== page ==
Supply Issues, Rising Prices Won't Deter Holiday Shoppers From Spending Big: Trade Group

Though snares in the global supply chain could raise prices for many items on the market, the nation's largest retail trade group predicts that growth in holiday sales this year will surpass the record-breaking numbers recorded in 2020, the Associated Press reported.

The National Retail Federation (NRF) said Wednesday that it believes sales in November and December will grow between 8.5 percent and 10.5 percent, equating to between $843.4 billion and $859 billion, respectively.

In 2020, holiday sales increased 8.2 percent compared to the previous year, fueled mostly by online shoppers stuck in their homes amid the pandemic. The gains in 2020 and expected gains this year are a steep rise from the average increase of 4.4 percent over the past five years, according to the NRF.

The group also predicts considerable growth in online shopping and other non-store sales alone, with increases between 11 percent and 15 percent for a total of $218.3 billion to $226.2 billion, AP reported.

"There is considerable momentum heading into the holiday shopping season," NRF President and CEO Matthew Shay said. "Consumers are in a very favorable position going into the last few months of the year as income is rising and household balance sheets have never been stronger."

For more reporting from the Associated Press, see below.

Holiday Shopping Expected to Soar
The National Retail Federation expects that holiday sales gain could shatter last year’s record-breaking season, even as a snarled global supply chain slows the flow of goods and results in higher prices for broad range of items. Above, a woman carries shopping bags in New York on December 10, 2020. Mark Lennihan/AP Photo

The forecast considers a variety of indicators including employment, wages, consumer confidence, disposable income, consumer credit, previous retail sales and weather.

Shay also noted during a call with the media on Wednesday that the lifting of U.S. restrictions on international visitors from more than 30 countries early next next month should also give a jolt to retailers this holiday season.

NRF's rosy forecast is similar to other predictions, which call for holiday sales to increase by at least 7 percent, according to Deloitte, MastercardSpending Pulse and KPMG.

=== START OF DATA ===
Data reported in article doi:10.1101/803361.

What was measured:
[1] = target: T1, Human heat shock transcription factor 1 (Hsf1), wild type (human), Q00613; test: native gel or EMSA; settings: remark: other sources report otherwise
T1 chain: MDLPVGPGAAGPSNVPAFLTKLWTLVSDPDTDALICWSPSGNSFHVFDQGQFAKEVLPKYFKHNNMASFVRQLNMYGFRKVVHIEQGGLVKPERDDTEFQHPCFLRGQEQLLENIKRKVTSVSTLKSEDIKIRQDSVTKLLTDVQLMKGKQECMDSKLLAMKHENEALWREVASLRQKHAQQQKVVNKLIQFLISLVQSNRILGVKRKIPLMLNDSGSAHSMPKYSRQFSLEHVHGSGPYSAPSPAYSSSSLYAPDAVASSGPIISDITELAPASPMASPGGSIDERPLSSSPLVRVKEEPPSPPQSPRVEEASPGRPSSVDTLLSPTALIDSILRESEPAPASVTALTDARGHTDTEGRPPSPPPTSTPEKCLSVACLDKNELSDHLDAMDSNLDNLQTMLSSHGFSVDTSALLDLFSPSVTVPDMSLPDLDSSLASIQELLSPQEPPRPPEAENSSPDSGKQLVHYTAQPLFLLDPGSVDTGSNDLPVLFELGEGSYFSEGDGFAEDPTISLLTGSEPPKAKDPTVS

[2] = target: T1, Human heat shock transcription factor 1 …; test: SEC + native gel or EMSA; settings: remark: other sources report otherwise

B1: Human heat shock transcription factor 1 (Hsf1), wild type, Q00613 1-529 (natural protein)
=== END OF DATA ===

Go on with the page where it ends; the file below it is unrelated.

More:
Still, NRF executives acknowledged on the call that there are plenty of headwinds facing consumers who are dealing with the ripple effects of a clogged supply chain that has meant higher prices, less generous discounts and shortages of items.

For example, online prices are up 3 percent heading into the holidays; in contrast, that number, on average, has been down 5 percent in past years, according to the Adobe Digital Economy Index, which tracks more than one trillion visits to U.S. retail sites. Adobe predicts that discounts will be in the 5 percent to 25 percent range across categories this season, compared to a historical average of 10 percent to 30 percent.

Just like last year, shoppers are shopping early for the holiday season for fear of not getting what they want. But Shay said that retailers are doing a good job in making sure inventory is on the shelves though there will be some gaps in some categories.

Still, he has seen shoppers learn to adjust by switching to other brands and items if they can't find their top choice. That happened in the early days of the pandemic when customers were looking for alternative consumer packaged brands when they couldn't find their top choice.

"Consumer will not be deterred," Shay said. "They will be out shopping for the holidays, and they won't go home empty-handed."

Holiday Shopping Sales Increases
Though snares in the global supply chain could raise prices for many items on the market, the nation’s largest retail trade group predicts that growth in holiday sales this year will surpass the record-breaking numbers recorded in 2020. Above, children get excited by the artificial snow spewing from the "World's Tallest Live-cut Christmas Tree," standing 115 feet and decorated with some 18,000 multi-colored LED lights, at the Citadel Outlets shopping plaza in Los Angeles on December 17, 2019. Frederic J. Brown/AFP via Getty Images